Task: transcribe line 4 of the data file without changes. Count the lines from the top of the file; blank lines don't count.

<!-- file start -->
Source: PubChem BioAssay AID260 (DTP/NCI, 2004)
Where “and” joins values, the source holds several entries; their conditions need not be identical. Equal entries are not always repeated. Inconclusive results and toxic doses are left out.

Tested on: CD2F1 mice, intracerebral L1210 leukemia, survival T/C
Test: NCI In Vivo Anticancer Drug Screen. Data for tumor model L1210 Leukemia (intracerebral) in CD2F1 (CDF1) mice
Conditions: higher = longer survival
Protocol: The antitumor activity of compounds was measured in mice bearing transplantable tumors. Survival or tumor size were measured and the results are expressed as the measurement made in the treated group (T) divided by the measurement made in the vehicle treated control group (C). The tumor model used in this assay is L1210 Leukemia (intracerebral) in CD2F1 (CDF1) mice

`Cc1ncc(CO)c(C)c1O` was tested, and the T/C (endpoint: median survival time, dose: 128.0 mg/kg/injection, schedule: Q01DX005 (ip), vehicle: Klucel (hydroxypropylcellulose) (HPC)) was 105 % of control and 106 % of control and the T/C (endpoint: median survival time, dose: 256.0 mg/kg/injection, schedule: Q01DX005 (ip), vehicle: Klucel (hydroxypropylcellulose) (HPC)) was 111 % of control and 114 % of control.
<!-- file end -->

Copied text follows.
Test: NCI In Vivo Anticancer Drug Screen. Data for tumor model L1210 Leukemia (intracerebral) in CD2F1 (CDF1) mice